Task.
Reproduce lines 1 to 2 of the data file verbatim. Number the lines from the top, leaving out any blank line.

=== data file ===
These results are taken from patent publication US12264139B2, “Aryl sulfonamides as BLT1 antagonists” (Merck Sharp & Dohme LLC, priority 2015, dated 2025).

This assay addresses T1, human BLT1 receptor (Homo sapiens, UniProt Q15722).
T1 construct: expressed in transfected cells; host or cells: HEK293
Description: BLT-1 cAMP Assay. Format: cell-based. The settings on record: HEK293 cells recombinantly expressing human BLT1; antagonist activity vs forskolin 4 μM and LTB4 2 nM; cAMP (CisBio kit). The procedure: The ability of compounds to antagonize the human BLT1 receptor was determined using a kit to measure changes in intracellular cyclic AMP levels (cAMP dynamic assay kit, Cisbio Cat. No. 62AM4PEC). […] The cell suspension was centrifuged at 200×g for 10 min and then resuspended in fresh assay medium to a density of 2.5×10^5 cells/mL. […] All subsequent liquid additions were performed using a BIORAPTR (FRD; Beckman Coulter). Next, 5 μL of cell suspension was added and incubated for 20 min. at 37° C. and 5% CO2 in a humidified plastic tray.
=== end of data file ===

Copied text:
These results are taken from patent publication US12264139B2, “Aryl sulfonamides as BLT1 antagonists” (Merck Sharp & Dohme LLC, priority 2015, dated 2025).

This assay addresses T1, human BLT1 receptor (Homo sapiens, UniProt Q15722).